While this is a tough one to plan for, it's important to remember that if something like this happens we all need to come together as a group/industry so our voices can be heard.

Joining an association like the National Tax Lien Association is a great place to get involved and connect with like minded investors.

Tax Lien Due Diligence Checklist

Here’s a step-by-step guide for safe tax lien investing:

  1. Educate Yourself: Start by gaining knowledge and understanding of tax lien investments. Seek out reputable educators, attend conferences, join groups like the National Tax Lien Association, and listen to informative podcasts like Tax Sale Insiders.
  2. Choose the Right Partners: Building a network of reliable partners is essential. Identify trustworthy attorneys specializing in tax lien investments in each state you plan to operate. In addition, find reliable title insurance partners and data providers, and consider software solutions that can support your efforts. These partners will prove to be invaluable as you scale your investments.
  3. Plan Strategically: Take the time to plan your investment approach. Consider factors like your target market, investment goals, and risk tolerance. Develop a clear strategy that aligns with your objectives and helps guide your decision-making process.
  4. Execute with Flexibility: As you dive into the tax lien investment space, remain flexible and adaptable. Be open to learning and adjusting your approach based on new information and experiences. Stay agile in your execution to capitalize on opportunities and mitigate risks effectively.
  5. Prioritize Due Diligence: We can't emphasize due diligence on tax lien sales enough. Make it a mantra for your investment approach, and thoroughly research and investigate properties before making investment decisions. Scrutinize property details, ownership records, liens, and any other relevant information. Prioritize a comprehensive due diligence process to ensure you make informed and prudent investment choices.
Tax Lien Due Diligence Checklist

Decrease your Risks of Buying Tax Liens with the Best Resources

Reduce Risks of Buying Tax Liens

Tax Sale Resources can help you minimize risks and follow the due diligence checklist. First, our state directory provides attorney contacts, state statute information, and county contact information. In addition, our blog and podcast archives are a treasure trove of information, including state-specific investment case studies and reporting on recent legal changes. Likewise, our newsletter delivers news and insights every week.

Furthermore, our research tool compiles data from over 1.4 million liens, 200,000 deeds, 5,100 jurisdictions, and 8,100 auctions annually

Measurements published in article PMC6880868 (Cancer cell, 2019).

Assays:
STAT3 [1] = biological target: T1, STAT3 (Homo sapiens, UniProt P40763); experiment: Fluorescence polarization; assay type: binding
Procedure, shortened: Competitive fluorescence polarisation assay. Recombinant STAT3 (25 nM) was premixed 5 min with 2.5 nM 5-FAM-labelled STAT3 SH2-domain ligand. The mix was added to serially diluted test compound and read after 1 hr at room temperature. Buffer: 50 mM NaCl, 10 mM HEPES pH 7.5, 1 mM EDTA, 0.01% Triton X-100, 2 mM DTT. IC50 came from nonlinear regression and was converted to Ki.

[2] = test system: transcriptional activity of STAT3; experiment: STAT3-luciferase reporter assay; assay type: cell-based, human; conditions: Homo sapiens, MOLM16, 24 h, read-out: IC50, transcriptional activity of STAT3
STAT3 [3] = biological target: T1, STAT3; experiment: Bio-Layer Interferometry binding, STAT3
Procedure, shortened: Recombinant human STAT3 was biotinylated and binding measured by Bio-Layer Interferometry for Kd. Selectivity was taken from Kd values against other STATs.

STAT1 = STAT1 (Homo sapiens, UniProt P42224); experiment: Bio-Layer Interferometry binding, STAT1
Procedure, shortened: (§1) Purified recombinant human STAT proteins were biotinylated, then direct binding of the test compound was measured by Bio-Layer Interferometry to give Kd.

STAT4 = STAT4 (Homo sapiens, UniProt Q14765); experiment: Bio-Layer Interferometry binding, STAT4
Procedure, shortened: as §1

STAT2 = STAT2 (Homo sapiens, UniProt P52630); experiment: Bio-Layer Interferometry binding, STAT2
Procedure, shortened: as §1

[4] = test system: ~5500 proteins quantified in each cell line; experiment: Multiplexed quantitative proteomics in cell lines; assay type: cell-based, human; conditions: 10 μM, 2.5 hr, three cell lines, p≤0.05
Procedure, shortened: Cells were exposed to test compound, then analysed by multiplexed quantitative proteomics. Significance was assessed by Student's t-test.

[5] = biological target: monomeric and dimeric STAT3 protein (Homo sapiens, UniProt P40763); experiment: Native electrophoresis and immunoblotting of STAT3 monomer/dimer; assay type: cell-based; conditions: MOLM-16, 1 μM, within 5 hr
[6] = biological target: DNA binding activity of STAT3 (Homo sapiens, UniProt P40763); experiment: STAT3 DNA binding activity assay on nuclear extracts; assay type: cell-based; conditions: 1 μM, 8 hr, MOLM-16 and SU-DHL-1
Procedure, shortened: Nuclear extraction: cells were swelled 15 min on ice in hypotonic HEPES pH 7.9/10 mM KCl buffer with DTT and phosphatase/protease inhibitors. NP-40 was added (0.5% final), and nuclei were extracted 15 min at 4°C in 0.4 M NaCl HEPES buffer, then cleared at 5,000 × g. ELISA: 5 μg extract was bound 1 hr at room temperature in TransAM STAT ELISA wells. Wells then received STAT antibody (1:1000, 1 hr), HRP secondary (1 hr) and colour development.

We have spent over a decade building cross-referenced database to kickstart your investing in tax liens and ensure you don’t miss opportunities. You can also manage your tax lien portfolio on our platform, streamlining your reports and gaining insight from your data at speed.

Tax Sale Resources can also finance your business. We offer transparent terms for diverse asset classes, allowing you to scale your operations within days. 

Likewise, we act as a broker for tax sale trading. By using trusted third-party escrow funds and transfer documentation, we decrease transaction risk. Lastly, our transparent fee structure and reconciliation policies will provide clarity as you enter high-value deals, giving you peace of mind.

Conclusion to the Risks of Buying Tax Liens

Managing tax lien investing risks requires careful consideration and proactive strategies. 

Issues like liquidity, cash flow, legal ramifications, and unforeseen property issues can create roadblocks for an otherwise successful venture. 

As a result, investing in tax liens requires thorough research, strategic decision-making, and flexibility to manage the risks involved. 

By understanding and addressing these risks, investors can increase their chances of success in the tax lien market. Plus, Tax Sale Resources is there with you every step of the way, offering our suite of services to mitigate risk and promote growth.

Author - Rachel Seidensticker
Rachel Seidensticker
Chief Operations Officer
In the Tax Sale Industry Since 2010
Rachel is responsible for managing and overseeing the daily operations of Tax Sale Resources, which produces data for approximately 8,000 nationwide tax sales yearly. She started in the tax sale industry originally as an investor but decided to change course and team up with her brother (Brian Seidensticker) to build Tax Sale Resources quickly thereafter.